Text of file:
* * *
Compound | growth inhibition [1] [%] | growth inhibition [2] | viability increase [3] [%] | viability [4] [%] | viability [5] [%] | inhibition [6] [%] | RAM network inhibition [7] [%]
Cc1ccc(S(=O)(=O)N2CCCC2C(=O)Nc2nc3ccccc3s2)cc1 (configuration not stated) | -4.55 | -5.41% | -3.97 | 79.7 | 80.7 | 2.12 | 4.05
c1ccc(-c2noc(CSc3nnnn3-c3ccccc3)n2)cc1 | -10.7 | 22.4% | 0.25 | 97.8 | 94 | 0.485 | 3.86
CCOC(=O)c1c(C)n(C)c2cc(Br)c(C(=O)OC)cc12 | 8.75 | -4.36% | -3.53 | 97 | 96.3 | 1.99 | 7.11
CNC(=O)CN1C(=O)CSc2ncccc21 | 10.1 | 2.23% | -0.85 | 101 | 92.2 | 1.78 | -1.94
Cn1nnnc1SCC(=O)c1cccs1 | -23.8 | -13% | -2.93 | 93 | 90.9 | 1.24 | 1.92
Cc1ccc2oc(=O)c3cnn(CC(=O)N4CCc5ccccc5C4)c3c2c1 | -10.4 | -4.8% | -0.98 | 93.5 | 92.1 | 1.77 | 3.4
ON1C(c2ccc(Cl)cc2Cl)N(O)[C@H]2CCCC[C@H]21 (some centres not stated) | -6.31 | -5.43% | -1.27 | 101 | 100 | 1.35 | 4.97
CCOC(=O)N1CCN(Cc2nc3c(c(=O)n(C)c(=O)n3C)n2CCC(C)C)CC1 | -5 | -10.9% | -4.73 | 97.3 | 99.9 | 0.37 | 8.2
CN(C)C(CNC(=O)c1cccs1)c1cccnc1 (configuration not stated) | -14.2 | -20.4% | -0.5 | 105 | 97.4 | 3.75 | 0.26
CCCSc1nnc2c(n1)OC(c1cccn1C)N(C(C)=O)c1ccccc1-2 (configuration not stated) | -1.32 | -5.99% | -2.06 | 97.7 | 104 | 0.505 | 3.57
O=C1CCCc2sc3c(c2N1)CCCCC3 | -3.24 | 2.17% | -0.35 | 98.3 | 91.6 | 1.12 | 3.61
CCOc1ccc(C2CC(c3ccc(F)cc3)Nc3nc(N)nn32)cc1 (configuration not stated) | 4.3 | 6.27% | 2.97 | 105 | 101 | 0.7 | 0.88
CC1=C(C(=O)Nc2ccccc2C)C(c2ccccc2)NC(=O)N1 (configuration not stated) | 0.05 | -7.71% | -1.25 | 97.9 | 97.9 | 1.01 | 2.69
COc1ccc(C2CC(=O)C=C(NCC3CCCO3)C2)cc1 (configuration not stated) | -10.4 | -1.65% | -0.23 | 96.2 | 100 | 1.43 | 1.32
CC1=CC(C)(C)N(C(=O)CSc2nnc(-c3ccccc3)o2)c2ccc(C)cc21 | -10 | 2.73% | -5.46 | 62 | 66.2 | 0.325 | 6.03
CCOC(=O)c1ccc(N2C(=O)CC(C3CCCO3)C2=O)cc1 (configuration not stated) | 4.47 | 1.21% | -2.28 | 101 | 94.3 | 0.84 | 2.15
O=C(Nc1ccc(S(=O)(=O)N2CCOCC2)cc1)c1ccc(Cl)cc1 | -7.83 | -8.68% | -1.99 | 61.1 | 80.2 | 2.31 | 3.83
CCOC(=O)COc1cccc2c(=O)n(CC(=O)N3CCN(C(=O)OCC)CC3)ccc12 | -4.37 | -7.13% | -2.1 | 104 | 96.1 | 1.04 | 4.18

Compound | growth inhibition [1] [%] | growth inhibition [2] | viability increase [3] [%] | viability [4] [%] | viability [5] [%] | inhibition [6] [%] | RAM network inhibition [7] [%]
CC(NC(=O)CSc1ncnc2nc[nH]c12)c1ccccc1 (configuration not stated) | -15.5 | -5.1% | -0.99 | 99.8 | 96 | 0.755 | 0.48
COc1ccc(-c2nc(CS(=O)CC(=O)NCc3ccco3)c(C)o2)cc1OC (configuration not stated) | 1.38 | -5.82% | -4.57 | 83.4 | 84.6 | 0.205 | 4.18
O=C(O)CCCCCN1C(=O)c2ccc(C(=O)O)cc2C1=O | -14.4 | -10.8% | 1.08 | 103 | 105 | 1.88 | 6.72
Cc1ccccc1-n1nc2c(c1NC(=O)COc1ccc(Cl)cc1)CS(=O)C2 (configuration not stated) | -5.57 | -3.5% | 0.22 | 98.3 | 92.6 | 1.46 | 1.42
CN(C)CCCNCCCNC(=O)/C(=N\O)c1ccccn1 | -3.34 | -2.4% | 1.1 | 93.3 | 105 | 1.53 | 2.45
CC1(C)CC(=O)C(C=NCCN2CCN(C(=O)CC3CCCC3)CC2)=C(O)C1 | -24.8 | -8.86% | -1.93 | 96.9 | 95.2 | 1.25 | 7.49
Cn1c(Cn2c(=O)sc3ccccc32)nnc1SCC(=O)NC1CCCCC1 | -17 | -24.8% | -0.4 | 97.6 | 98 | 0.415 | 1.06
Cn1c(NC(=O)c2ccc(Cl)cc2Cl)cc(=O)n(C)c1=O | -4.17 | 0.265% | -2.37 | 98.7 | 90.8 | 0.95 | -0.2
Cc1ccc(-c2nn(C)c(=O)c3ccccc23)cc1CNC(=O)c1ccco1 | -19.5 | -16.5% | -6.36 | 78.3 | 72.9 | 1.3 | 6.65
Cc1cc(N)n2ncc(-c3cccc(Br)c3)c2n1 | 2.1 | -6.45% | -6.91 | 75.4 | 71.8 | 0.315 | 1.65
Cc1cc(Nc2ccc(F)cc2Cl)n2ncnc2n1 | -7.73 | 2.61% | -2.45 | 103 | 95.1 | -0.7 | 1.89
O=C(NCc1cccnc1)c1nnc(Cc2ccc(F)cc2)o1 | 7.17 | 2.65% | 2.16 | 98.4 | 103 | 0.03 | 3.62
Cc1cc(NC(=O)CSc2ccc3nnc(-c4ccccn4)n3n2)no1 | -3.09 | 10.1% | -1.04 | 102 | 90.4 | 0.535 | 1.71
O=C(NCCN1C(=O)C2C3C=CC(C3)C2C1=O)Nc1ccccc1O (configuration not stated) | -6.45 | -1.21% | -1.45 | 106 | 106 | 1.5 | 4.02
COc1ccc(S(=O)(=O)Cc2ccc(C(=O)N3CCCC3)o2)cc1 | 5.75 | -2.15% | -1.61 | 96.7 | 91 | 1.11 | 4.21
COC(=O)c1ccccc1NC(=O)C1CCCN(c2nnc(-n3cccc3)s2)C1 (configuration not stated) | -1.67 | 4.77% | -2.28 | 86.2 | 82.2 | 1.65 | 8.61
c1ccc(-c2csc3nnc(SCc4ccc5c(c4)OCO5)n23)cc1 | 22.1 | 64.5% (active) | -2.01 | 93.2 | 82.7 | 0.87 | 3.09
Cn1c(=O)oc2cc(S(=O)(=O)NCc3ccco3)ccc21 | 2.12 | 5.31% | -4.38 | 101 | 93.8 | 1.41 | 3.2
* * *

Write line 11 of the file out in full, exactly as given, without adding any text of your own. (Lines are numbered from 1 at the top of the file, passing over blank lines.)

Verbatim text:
CCCSc1nnc2c(n1)OC(c1cccn1C)N(C(C)=O)c1ccccc1-2 (configuration not stated) | -1.32 | -5.99% | -2.06 | 97.7 | 104 | 0.505 | 3.57